Rachel McEwen, Chief Sustainability Officer at SSE Renewables.

3.      Personalise customer experiences

This cross-industry approach can not only help drive net-zero carbon, but better serve communities. By collecting and sharing the right data, energy demands can be better responded to. For example, a cold spell in the north might use more resources, so energy companies can work together to respond quickly. It can help organisations better identify vulnerable customers and help as, or even before, needed. Open data will also help identify disengaged users, creating more competition within the energy marketplace. Reducing silos internally and externally will ensure customer service teams can access insights to personalise customer experiences. As a result, they can respond better to customer’s needs.

Energy firms rolling out smart meters will collect better insights around energy usage. At the same time, it empowers customers to take control of their personal sustainability journey. A large percentage of users want smart homes, so long as it is at an acceptable price point. This is a great opportunity for energy companies to drive new value. By collaborating with other industries, this aim can be achieved, opening new revenue streams and data sources.

4.      Reach net zero by supporting the new energy system

Industrial solar farms will help the UK achieve net zero.By 2030, the energy system will be more decentralised. There is expected to be more small-scale generation (some estimates as much as 30 times), such as solar and wind farms. Additionally, there’s an increase in domestic and grid storage, and a growth in renewable gas, more heat networks, heat pumps and hybrid generation. These changes could mean a shift to two-way systems that generate and store energy locally. This could see distribution networks becoming active managers, helping the system remain stable and secure. Enabling data sharing will make this transition smoother.

Moving to a new energy system means a need for more collaboration and partnerships. Also, organisations need to support employees with new skill sets. Everyone, from frontline workers to data teams, needs access to support and information to help drive new insights, workflows, and experiences for customers.

A chance to start building partnerships and achieve net zero

When it comes to net-zero, the roundtable participants agreed that the energy industry is thinking big. But there needs to be more action. The government and regulators need to incentivise and create policy that mandates the embedding of digital technology into projects, and encourages open data sharing. However, organisations shouldn’t sit back and wait. There is real opportunity to act now and drive cross-industry collaboration, build partnerships, support employees, and connect data silos to help drive the new energy system.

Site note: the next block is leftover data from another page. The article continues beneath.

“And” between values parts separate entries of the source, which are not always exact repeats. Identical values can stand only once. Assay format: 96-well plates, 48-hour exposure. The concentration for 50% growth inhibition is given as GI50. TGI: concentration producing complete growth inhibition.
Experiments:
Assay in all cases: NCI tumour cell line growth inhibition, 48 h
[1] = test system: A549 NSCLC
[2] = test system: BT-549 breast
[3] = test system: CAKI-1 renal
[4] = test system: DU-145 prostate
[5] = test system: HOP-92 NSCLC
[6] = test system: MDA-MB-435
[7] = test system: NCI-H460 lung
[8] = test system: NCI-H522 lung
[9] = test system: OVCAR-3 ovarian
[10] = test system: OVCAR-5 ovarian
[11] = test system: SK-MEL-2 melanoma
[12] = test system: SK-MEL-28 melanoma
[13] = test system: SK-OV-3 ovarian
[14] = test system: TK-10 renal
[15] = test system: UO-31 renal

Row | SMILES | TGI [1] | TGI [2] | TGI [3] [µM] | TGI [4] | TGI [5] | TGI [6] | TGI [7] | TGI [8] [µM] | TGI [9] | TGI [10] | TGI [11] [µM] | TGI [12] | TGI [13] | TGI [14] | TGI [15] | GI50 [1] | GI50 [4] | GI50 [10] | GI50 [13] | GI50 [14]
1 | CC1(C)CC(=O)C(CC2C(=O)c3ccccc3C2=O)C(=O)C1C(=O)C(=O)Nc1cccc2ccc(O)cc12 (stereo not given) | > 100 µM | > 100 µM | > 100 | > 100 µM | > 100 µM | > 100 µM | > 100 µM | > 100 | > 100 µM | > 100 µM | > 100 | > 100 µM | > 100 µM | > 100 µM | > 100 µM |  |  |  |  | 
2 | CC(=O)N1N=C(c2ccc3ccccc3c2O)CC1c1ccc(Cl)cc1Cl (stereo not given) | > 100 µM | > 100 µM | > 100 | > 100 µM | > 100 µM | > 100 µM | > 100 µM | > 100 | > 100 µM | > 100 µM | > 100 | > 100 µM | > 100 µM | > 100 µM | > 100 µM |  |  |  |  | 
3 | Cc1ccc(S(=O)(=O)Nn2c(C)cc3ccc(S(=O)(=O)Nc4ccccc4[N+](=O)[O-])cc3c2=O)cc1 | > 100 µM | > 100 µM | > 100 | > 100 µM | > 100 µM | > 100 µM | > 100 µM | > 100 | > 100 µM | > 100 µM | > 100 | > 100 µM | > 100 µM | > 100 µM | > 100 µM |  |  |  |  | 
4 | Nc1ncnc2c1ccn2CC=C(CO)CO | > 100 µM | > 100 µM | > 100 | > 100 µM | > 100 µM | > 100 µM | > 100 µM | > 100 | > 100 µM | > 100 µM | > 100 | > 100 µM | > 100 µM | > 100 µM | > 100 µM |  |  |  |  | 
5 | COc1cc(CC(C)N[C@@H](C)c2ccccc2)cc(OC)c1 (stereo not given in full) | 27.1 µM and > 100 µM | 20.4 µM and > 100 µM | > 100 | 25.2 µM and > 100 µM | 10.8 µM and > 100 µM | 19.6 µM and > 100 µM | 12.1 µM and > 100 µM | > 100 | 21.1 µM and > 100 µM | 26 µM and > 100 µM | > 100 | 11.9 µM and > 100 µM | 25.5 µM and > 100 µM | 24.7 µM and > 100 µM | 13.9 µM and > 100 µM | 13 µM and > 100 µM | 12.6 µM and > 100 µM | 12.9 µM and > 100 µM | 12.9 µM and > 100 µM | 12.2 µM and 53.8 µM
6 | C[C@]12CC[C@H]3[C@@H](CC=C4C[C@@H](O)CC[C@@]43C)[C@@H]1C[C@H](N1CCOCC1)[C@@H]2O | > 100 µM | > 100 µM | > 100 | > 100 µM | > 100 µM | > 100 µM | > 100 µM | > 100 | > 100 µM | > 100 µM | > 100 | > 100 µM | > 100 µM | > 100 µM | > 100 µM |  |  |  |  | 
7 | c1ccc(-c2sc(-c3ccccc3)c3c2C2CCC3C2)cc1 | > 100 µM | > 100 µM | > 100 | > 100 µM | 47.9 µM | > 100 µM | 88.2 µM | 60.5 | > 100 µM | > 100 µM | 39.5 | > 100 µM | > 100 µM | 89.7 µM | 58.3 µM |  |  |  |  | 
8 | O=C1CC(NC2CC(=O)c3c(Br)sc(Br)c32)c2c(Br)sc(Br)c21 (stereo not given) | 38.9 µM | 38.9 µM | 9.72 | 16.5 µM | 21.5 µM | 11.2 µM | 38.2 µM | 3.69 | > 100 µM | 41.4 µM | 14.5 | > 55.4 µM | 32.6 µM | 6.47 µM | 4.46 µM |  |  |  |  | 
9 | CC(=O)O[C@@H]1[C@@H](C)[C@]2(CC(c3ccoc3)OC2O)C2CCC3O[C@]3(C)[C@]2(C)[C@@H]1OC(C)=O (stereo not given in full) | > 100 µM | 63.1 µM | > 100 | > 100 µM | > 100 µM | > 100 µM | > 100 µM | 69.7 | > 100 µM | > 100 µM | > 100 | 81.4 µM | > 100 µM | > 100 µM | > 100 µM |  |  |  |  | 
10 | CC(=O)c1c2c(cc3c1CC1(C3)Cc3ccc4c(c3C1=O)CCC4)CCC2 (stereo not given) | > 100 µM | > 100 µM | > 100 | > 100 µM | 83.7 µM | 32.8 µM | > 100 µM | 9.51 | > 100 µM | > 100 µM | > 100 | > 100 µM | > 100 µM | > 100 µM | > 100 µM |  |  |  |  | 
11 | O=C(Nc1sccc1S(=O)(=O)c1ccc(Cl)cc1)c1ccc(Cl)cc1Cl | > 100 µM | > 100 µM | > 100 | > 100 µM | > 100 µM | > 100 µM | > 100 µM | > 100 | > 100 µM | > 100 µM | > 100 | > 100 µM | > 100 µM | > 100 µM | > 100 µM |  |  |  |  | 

Find out more

Accelerate the energy transition

Transform your digital supply chain

Harnessing innovation to accelerate the transition to net zero

Powering a sustainable future podcast with Darryl Willis

Innovate with a modern data strategy

About the authors

Rik, a man posing for the cameraRik leads Microsoft’s industry strategy across manufacturing, energy and resources in the UK. Responsibilities include working with the government and regulators, industry bodies, industry partners, and largest customers to ensure Microsoft enables sectoral needs. Rik sits on multiple industry boards for energy, manufacturing, research, digital twins and digital skills. His focus areas include the energy transition, sustainability, cyber security and digital technologies for operational environments.

Prior to Microsoft, Rik worked at Cisco for 13 years, with global lead roles in energy and resource industries, IoT and security, and digital transformation. He has been a member of multiple industry standards groups and consortia, is a published author, has written multiple industry white papers, and has spoken at conferences all over the world. He has an MBA in international leadership and is currently studying sustainability and green economies.


Rina Ladva, a woman smiling for the cameraRina leads several commercial businesses within Microsoft UK including Manufacturing, Utilities, Life Sciences and the Built Environment Sector. In this role, she is responsible for supporting customers to accelerate their digital transformation with Microsoft technologies. She supports the enablement of this through partnerships with integrators, regulators, government and industry bodies.

Rina has over 25 years’ experience in the IT industry. She has spent 14 of these in diverse roles across Microsoft. This included Chief of Staff for the UK CEO and EMEA President, where she was a core part of the cultural transformation of Microsoft as part of the broader transformation that Satya Nadella has led for the business.

Before joining Microsoft, Rina held several business development and marketing-related roles within smaller IT and start-up organisations. She lives in Wokingham with husband and enjoys the moments of being a mum again when her children visit from university.